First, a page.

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Residential Schools

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Residential Schools
In the 19th century the Canadian government believed it was responsible for educating and caring for the country’s aboriginal people. It though that native peoples best chance for success was to adopt Christianity and Canadian customs. Thus, in 1857 the Gradual Civilization Act was passed to assimilate natives. Children were the main targets, because it was believed that it would be easier to mould a young child as opposed to an adult. By assimilating the aboriginal children into the lower fringes of mainstream society, they hoped to diminish or abolish native traditions within a few generations. Schools run by churches upon government funding were created in order to separate these children from their homes. They were later named residential schools and were established with the assumption that aboriginal culture was unable to adapt to a modernizing society. In 1920, attendance became compulsory for all kids ages 7-15. Agents were employed by the government to ensure all native children attended. Many were taken by brute force and others separated from their siblings. In all, about 150 000 kids were removed from their communities and forced to attend the schools.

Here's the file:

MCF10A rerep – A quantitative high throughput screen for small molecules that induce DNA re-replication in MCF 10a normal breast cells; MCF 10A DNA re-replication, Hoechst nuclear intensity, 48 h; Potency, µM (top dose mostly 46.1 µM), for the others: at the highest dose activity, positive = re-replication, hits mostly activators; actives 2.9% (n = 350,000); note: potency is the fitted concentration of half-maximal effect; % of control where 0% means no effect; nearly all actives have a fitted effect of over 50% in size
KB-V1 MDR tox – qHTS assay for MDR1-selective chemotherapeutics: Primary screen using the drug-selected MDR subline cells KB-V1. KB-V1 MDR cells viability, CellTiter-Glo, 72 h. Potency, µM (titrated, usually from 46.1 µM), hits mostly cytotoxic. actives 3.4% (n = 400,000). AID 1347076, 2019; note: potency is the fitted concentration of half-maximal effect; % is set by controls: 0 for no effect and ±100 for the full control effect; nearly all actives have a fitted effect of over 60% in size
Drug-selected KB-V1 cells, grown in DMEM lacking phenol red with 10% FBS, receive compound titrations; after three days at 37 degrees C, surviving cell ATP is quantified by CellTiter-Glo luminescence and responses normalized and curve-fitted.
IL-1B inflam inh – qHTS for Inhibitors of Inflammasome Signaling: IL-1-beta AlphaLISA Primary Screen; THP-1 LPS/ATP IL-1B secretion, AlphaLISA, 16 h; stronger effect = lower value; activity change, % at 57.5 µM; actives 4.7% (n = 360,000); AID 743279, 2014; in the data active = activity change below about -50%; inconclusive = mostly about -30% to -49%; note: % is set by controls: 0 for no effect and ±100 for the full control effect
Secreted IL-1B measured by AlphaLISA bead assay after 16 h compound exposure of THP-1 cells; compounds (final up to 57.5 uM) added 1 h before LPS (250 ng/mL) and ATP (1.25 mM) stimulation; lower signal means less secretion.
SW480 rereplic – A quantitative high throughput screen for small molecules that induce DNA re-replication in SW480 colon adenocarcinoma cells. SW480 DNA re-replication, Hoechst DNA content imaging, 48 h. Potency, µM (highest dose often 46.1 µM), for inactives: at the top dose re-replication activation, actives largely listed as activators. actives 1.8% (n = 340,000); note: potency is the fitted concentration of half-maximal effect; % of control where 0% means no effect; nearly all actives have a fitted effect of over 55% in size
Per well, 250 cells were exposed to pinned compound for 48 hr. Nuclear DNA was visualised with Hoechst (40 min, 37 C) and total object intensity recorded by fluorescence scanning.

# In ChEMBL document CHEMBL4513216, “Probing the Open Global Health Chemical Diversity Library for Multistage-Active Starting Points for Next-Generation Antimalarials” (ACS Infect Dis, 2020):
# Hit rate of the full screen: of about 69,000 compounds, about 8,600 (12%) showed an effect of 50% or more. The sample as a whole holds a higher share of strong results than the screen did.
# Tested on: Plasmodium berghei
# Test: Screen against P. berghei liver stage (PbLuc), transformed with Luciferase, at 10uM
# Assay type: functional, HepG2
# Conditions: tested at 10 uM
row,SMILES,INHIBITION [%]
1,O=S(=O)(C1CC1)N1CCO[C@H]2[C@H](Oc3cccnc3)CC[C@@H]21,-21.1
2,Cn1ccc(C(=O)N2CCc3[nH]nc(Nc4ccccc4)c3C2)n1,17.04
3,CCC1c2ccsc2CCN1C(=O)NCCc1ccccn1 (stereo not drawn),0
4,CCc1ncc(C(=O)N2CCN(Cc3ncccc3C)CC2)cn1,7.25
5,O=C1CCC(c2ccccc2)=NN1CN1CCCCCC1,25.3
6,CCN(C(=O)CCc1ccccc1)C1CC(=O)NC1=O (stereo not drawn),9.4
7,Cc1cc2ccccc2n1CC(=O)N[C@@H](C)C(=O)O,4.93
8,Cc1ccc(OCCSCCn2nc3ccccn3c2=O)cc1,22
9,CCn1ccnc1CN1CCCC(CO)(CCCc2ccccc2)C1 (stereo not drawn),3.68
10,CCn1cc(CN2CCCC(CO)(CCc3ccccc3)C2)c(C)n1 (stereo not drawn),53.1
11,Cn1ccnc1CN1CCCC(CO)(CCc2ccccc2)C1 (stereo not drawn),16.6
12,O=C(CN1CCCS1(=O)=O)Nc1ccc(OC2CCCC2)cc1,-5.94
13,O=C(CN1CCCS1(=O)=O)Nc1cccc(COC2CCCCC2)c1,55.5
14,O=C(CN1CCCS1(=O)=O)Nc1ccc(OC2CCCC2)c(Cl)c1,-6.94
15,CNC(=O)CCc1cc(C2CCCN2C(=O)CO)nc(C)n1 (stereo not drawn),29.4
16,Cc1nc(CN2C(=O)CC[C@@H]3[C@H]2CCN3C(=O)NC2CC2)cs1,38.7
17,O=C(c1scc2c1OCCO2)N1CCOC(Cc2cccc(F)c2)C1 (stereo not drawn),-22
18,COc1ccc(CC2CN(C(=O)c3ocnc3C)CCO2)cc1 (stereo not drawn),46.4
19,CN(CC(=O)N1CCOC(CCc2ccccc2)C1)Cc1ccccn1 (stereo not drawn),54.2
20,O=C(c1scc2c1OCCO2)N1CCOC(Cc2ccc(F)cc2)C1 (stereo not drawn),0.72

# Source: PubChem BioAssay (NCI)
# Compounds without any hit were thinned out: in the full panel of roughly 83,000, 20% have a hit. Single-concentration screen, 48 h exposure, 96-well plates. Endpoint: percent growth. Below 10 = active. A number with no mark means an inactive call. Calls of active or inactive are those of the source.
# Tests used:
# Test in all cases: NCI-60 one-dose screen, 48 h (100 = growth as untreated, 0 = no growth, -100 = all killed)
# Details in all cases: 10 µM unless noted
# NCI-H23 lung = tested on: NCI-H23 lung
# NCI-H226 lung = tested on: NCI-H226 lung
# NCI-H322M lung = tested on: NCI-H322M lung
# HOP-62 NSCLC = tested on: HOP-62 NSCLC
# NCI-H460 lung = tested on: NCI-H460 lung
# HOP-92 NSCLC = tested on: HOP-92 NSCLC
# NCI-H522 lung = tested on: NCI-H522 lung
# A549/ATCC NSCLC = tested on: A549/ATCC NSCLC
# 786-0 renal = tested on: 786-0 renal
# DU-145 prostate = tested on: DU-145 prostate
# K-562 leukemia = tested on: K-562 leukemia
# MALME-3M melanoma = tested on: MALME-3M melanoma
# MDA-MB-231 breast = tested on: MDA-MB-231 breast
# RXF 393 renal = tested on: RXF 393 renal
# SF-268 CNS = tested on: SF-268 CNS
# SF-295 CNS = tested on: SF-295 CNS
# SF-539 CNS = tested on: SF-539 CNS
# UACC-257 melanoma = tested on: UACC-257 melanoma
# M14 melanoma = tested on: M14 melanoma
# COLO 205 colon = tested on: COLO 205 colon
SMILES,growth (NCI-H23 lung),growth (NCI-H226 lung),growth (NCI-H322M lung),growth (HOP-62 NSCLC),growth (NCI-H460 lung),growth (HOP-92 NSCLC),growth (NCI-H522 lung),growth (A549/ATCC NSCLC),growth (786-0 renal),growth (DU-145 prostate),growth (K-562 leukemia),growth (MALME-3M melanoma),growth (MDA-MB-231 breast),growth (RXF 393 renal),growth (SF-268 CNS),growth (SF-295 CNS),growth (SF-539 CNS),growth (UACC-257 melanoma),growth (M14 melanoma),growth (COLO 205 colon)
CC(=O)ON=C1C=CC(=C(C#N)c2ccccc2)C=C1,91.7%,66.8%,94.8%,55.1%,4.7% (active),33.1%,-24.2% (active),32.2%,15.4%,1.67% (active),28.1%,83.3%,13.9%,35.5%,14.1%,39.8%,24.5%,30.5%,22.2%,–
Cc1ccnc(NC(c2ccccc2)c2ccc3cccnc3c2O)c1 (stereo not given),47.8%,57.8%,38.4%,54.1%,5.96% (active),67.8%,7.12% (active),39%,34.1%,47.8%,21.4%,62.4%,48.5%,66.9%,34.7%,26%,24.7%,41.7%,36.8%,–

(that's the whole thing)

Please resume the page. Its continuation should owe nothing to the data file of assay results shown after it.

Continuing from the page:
At the peak of the residential school system, there were 80 schools in operation. It was common belief that if the kids learned English or French, they would be able to succeed in society. Students were forbidden from speaking their native language or playing any of their traditional games. If they were to be caught performing either of the latter, they were severely punished. The Department of Indian Affairs wrote in its 1895 report: “So long as he keeps his native tongue, so long will he remain a community apart.” Even letters written home were to be in English, which many parents couldn’t understand. Essentially, children underwent 10 months of physical, emotional, and in some cases sexual abuse at these schools without any outside influence. They did not experience what normal life was like. Even

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